Now every team has played one game in the European Under-21 Championship, being contested in the Czech Republic at the moment, we are able to see a clearer picture of who has arrived at the finals with the best chance of success, and who is likely to be on the plane home. We analyse some of the movers and shakers in the tournament, with tips on where you should be placing your bets.
Bet On Teams, Not Players
You'll notice a pattern: the teams that generally do best at the European Under-21 Championship are those which feature the best available players, in their club positions, and which have strong youth development systems. Almost inevitably, this means the strongest team coming into these championships was Germany. Although they only got a draw against Serbia in the opening game, we still see this as being the case.
A look at Germany's squad says how seriously under-21 football is taken, but also how well-protected the squad is from the kind of injury pullouts we have seen from England squads. Germany, quite simply, fields the best possible squad, within the rules. Although there is a school of thought in England that players who have won senior international caps should not be sent back to the under-21s, the current strength of German football paints a different picture.
Marc-Andre ter Steigen has already won the Champions League as Barcelona's first-choice goalkeeper in cup competitions, and yet he is in the Czech Republic. So too is Liverpool's Emre Can, restored to his preferred midfield berth after Brendan Rodgers' bizarre decision to post him in central defence last season. Maximilian Arnold has a lotof players to get past in the senior squad, but the player who was central to Wolfsburg's great season will be a central part of the national side for a long time to come. Up-front, Kevin Volland was unlucky not to go to Brazil 2014.
Who else is a good bet to win the European Under-21 Championship? Look no further than the team that defeated England in their first match, Portugal. Like Germany, they have players who, frankly, it is a surprise to see at this level, given the ability they have already shown. Tiago Ilori might not have been afforded many chances at Liverpool, but he performed well at Bordeaux on loan last season. William Carvalho is currently at Sporting of Lisbon, but he is exactly the kind of defensive midfielder Arsenal and Manchester United need, so consequently he is sought-after.
This is a Portuguese team with what the senior side has often been said to lack: solidity. Rather than needing to be rescued by a special player over and over again, as Luis Figo and Cristiano Ronaldo have experienced, this team can build up from a more confident base. The quality of the Portugal under-21 side speaks well of Portuguese domestic football.
Why Not England?
England is officially third-favourite among a consensus of bookmakers to win the European Under-21 Championship. It's something that England has not managed since 1984, in spite of all the extraordinary talent that has passed through the system since then. The reasons for this have changed over time, though some things remain.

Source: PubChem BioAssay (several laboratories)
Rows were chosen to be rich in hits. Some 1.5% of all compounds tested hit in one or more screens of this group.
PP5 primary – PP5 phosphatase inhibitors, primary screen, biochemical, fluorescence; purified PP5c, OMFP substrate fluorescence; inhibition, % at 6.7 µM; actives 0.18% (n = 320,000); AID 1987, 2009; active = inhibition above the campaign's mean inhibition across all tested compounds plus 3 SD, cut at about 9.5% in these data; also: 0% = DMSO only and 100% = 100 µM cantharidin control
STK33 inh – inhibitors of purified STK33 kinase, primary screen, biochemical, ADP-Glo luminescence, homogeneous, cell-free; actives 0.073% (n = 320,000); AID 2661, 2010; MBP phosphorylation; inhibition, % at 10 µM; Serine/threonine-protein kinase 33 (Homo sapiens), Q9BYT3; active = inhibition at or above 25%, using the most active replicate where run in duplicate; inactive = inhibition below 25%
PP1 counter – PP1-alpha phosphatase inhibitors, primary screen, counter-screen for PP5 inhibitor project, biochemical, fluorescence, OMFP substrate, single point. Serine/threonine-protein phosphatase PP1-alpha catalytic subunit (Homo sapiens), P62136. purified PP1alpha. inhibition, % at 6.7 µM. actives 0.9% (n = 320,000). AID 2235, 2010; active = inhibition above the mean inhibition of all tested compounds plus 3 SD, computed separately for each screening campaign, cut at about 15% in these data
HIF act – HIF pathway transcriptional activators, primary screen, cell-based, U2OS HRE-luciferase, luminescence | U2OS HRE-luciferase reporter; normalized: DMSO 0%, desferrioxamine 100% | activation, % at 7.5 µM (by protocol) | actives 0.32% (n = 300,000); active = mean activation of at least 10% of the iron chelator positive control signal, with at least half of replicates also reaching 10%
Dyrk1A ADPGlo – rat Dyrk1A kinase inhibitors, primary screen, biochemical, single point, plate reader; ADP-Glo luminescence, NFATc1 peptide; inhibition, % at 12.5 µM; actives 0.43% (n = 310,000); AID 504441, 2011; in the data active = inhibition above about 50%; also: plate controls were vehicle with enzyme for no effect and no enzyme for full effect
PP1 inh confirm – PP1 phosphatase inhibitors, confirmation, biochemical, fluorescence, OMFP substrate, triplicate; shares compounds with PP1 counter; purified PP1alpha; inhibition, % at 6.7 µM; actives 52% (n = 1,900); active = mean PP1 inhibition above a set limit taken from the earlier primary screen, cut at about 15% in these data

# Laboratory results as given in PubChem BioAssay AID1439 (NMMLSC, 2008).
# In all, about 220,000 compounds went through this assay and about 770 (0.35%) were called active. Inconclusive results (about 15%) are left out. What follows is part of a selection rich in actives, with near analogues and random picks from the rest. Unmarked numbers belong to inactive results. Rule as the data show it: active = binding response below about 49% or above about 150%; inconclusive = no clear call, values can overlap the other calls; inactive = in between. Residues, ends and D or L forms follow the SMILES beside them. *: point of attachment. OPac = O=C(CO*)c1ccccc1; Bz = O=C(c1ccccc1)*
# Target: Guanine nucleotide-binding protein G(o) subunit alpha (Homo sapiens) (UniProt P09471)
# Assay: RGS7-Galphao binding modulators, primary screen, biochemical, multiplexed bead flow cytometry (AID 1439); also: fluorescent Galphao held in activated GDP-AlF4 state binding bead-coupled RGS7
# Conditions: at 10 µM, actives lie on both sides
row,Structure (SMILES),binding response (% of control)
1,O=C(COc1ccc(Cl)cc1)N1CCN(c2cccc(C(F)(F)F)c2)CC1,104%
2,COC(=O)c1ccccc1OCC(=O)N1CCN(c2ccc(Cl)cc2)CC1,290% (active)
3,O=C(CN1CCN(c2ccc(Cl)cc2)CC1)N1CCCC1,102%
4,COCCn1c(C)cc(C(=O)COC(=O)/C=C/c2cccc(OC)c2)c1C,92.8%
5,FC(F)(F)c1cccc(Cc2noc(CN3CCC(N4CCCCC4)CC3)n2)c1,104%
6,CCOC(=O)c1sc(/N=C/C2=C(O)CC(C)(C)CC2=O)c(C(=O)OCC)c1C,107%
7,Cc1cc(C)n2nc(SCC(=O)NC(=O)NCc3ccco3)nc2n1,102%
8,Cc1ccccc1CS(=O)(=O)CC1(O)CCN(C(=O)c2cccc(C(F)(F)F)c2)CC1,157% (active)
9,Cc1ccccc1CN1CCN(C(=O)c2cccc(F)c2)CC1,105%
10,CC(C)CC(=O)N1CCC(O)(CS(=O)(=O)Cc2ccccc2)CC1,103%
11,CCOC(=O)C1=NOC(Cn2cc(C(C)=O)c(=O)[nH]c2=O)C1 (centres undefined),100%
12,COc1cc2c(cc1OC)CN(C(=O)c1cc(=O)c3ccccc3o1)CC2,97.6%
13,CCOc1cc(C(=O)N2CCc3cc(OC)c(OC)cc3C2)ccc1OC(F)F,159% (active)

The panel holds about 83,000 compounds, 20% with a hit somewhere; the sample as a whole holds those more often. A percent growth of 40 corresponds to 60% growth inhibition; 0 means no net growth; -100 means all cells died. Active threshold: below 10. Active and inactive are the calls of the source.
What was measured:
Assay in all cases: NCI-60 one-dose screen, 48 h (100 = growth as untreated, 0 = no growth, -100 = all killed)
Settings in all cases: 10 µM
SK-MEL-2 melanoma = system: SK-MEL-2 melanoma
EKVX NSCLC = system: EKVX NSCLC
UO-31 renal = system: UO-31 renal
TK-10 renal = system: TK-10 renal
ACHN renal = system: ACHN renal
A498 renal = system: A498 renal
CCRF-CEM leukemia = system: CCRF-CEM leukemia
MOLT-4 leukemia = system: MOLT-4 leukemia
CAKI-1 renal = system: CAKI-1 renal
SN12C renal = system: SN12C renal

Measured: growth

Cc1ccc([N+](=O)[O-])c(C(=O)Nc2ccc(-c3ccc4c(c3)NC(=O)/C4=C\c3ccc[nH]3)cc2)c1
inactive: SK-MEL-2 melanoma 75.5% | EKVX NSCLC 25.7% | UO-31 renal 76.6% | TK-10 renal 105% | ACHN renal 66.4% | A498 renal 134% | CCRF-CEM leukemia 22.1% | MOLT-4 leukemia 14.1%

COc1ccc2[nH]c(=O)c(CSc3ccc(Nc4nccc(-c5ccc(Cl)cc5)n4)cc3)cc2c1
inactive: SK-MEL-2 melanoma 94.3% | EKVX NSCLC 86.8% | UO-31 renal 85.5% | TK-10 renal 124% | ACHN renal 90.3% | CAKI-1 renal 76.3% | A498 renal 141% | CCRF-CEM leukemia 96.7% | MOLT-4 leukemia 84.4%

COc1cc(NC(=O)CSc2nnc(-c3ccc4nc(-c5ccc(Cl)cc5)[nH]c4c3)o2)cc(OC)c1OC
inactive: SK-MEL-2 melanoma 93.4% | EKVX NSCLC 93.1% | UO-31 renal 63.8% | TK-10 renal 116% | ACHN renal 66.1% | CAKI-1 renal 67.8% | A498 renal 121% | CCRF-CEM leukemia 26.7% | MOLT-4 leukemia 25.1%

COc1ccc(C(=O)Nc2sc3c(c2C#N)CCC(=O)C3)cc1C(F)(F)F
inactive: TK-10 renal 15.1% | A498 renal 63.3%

It used to be said, in the 1990s when the influence of foreign managers and European coaching and tactical styles was less pronounced in English football, that England was not comfortable enough on the ball to win a major tournament. Anyone who saw the senior side constantly losing possession in Brazil in 2014 will know there is still some truth to this.
However, that's not all. Coaches like Arsene Wenger, Louis van Gaal, Jose Mourinho and Brendan Rodgers (who was part of Mourinho's early coaching staff at Chelsea) have changed how English players play, their influence also felt on other clubs, who have taken inspiration from their coaching. James Ward-Prowse, Jesse Lingard and Will Hughes are three players who are as confident on the ball as any other in Europe.
Look elsewhere, though, and there are problems. Where is Raheem Sterling? As a key player in Roy Hodgson's senior side, under-21 manager Gareth Southgate was advised not to pick him. And yet Harry Kane, Tottenham's top scorer last term, is in the side. It seems like confused double-standards, and reflects a lack of logic in how England raises its footballers.
Additionally we have the problem of the riches of the Premier League leading to an imbalance in squad size. Hughes was fortunate that Derby County, in the second-tier Championship, considered him a key player and automatic starter for much of the season. However, Nathaniel Chalobah, an excellent defensive midfielder, has had to settle for loan moves to five different clubs since joining Chelsea in 2012. His is not the only unfortunate story amongst young English players, and Chelsea are serial stockpilers of youthful talent.
What's the solution? The Premier League, were it to care more about the development of English talent, could stipulate that two players in each matchday squad should come from a club's academy. Or they could set a stricter homegrown-player quota. However, while this issue persists, England will continue to look weaker than the very top sides in European age-group football, as they did in their defeat to Portugal.
6/1 with Unibet for Kevin Volland to be top scorer in the tournament.
9/4 with Betfair for Germany to win outright.
9/2 with Ladbrokes for the two finalists to be Germany and Portugal.